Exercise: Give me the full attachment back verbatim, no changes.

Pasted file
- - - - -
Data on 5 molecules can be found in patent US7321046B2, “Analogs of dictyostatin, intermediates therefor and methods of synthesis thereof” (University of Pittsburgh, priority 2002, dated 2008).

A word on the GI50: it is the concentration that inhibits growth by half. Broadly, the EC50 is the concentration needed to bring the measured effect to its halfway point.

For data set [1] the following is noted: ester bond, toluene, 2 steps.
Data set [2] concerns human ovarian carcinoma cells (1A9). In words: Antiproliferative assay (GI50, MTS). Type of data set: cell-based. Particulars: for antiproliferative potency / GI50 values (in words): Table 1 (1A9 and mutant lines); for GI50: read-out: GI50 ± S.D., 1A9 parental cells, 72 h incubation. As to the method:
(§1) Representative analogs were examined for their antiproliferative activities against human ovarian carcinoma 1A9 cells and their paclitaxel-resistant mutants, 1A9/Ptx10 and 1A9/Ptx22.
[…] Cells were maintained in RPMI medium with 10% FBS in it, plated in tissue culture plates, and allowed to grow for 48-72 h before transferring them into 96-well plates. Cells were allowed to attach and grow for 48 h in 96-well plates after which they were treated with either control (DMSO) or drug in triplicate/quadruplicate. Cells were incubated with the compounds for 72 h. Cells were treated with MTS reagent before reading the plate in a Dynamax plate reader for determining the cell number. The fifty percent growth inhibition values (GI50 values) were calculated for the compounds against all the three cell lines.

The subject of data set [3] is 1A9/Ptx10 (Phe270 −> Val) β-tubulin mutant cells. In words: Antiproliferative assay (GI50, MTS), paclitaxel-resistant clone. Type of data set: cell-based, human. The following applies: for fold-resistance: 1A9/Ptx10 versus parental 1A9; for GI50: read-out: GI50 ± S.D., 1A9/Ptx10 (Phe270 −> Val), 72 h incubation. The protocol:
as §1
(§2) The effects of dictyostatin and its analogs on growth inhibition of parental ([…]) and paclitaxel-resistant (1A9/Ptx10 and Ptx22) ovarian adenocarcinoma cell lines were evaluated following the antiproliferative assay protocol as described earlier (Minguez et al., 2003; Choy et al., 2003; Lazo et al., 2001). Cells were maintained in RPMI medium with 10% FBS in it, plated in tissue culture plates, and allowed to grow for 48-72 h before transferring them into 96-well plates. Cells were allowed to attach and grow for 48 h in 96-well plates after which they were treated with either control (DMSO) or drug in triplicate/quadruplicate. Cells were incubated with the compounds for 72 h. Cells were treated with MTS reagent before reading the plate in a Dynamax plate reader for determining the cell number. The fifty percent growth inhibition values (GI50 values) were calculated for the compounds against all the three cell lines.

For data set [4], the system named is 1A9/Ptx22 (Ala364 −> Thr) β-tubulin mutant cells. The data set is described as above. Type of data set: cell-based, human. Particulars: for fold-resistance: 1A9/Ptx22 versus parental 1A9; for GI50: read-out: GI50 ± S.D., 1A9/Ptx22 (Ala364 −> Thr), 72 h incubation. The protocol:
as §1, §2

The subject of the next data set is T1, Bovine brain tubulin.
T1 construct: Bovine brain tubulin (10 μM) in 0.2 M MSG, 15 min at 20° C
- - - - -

Data on 5 molecules can be found in patent US7321046B2, “Analogs of dictyostatin, intermediates therefor and methods of synthesis thereof” (University of Pittsburgh, priority 2002, dated 2008).

A word on the GI50: it is the concentration that inhibits growth by half. Broadly, the EC50 is the concentration needed to bring the measured effect to its halfway point.

For data set [1] the following is noted: ester bond, toluene, 2 steps.
Data set [2] concerns human ovarian carcinoma cells (1A9). In words: Antiproliferative assay (GI50, MTS). Type of data set: cell-based. Particulars: for antiproliferative potency / GI50 values (in words): Table 1 (1A9 and mutant lines); for GI50: read-out: GI50 ± S.D., 1A9 parental cells, 72 h incubation. As to the method:
(§1) Representative analogs were examined for their antiproliferative activities against human ovarian carcinoma 1A9 cells and their paclitaxel-resistant mutants, 1A9/Ptx10 and 1A9/Ptx22.
[…] Cells were maintained in RPMI medium with 10% FBS in it, plated in tissue culture plates, and allowed to grow for 48-72 h before transferring them into 96-well plates. Cells were allowed to attach and grow for 48 h in 96-well plates after which they were treated with either control (DMSO) or drug in triplicate/quadruplicate. Cells were incubated with the compounds for 72 h. Cells were treated with MTS reagent before reading the plate in a Dynamax plate reader for determining the cell number. The fifty percent growth inhibition values (GI50 values) were calculated for the compounds against all the three cell lines.

The subject of data set [3] is 1A9/Ptx10 (Phe270 −> Val) β-tubulin mutant cells. In words: Antiproliferative assay (GI50, MTS), paclitaxel-resistant clone. Type of data set: cell-based, human. The following applies: for fold-resistance: 1A9/Ptx10 versus parental 1A9; for GI50: read-out: GI50 ± S.D., 1A9/Ptx10 (Phe270 −> Val), 72 h incubation. The protocol:
as §1
(§2) The effects of dictyostatin and its analogs on growth inhibition of parental ([…]) and paclitaxel-resistant (1A9/Ptx10 and Ptx22) ovarian adenocarcinoma cell lines were evaluated following the antiproliferative assay protocol as described earlier (Minguez et al., 2003; Choy et al., 2003; Lazo et al., 2001). Cells were maintained in RPMI medium with 10% FBS in it, plated in tissue culture plates, and allowed to grow for 48-72 h before transferring them into 96-well plates. Cells were allowed to attach and grow for 48 h in 96-well plates after which they were treated with either control (DMSO) or drug in triplicate/quadruplicate. Cells were incubated with the compounds for 72 h. Cells were treated with MTS reagent before reading the plate in a Dynamax plate reader for determining the cell number. The fifty percent growth inhibition values (GI50 values) were calculated for the compounds against all the three cell lines.

For data set [4], the system named is 1A9/Ptx22 (Ala364 −> Thr) β-tubulin mutant cells. The data set is described as above. Type of data set: cell-based, human. Particulars: for fold-resistance: 1A9/Ptx22 versus parental 1A9; for GI50: read-out: GI50 ± S.D., 1A9/Ptx22 (Ala364 −> Thr), 72 h incubation. The protocol:
as §1, §2

The subject of the next data set is T1, Bovine brain tubulin.
T1 construct: Bovine brain tubulin (10 μM) in 0.2 M MSG, 15 min at 20° C